Regulatory regimes often use disclosure requirements as a tool to promote well-functioning markets, and this includes encouraging more accurate pricing for climate change. For instance, the European Union’s (EU’s) Non-Financial Reporting Directive (NFRD) requires large companies to disclose their policies around environmental protection, and the European Commission has published guidelines on climate-related information.

While Europe is driving regulatory momentum, we also see jurisdictions like the United Kingdom, Hong Kong, and New Zealand considering implementing climate reporting requirements for listed companies. In the United States, the Securities and Exchange Commission (SEC) has proposed a rule to require public companies to report on material climate-related risks, greenhouse gas emissions, and net-zero targets or transition plans. If adopted, large companies would be required to begin disclosing this information by fiscal year 2024. As the regulatory landscape evolves, these requirements could become increasingly important for both public and private companies to consider.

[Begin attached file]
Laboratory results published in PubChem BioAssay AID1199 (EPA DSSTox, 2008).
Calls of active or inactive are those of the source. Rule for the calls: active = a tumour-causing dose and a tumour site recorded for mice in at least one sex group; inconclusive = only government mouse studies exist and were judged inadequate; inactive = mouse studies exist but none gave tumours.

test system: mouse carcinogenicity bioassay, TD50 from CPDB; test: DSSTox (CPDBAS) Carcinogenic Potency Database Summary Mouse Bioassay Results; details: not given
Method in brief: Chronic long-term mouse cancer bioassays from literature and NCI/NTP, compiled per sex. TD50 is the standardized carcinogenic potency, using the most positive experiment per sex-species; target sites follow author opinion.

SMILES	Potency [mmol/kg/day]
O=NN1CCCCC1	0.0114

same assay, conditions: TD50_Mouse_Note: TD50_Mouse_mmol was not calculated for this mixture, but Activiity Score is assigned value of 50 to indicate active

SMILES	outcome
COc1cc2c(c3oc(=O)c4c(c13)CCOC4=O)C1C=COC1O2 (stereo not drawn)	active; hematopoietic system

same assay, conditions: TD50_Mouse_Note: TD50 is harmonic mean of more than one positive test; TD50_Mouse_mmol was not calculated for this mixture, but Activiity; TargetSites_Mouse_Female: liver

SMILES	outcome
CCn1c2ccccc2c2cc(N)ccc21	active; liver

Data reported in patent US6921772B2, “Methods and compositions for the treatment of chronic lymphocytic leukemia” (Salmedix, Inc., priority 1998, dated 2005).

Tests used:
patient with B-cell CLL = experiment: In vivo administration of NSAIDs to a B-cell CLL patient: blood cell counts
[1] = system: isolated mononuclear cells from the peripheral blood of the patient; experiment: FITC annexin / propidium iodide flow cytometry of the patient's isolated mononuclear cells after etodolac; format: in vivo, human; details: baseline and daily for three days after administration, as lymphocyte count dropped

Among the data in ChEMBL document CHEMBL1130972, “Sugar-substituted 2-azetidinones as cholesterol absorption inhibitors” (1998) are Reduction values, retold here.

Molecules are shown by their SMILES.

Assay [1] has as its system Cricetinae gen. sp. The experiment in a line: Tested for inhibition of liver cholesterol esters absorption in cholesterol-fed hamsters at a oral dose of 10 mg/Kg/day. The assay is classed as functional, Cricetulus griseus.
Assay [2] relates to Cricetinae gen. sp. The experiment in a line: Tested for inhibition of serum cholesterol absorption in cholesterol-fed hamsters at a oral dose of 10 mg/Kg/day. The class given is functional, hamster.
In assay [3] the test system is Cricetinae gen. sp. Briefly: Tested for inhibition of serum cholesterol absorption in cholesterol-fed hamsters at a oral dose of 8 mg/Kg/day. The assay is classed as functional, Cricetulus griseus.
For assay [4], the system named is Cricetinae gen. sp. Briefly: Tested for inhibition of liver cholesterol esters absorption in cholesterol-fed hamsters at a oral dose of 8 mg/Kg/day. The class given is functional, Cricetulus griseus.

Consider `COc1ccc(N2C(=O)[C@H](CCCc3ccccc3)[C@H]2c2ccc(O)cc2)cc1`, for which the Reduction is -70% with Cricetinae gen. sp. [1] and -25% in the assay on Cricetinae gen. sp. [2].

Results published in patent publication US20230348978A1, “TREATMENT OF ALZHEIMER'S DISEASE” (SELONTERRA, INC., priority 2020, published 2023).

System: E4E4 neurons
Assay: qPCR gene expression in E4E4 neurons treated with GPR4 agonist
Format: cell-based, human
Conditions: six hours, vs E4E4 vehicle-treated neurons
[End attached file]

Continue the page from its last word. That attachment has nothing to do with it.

Market momentum from asset owners and asset managers

Crucially, there is also growing awareness across the globe that climate change and the strategic transition it necessitates matter for returns and the stability of the financial system. This is exemplified in initiatives such as the Net Zero Asset Managers initiative, the International Sustainability Standards Board (ISSB), the Institutional Investors Group on Climate Change’s Paris Aligned Investment Initiative, the UN PRI’s Net-Zero Asset Owner Alliance, and the Race To Zero Campaign. Importantly, commitments to decarbonization extend across asset classes, so we think investor expectations for disclosure by private companies are likely to catch up to public companies.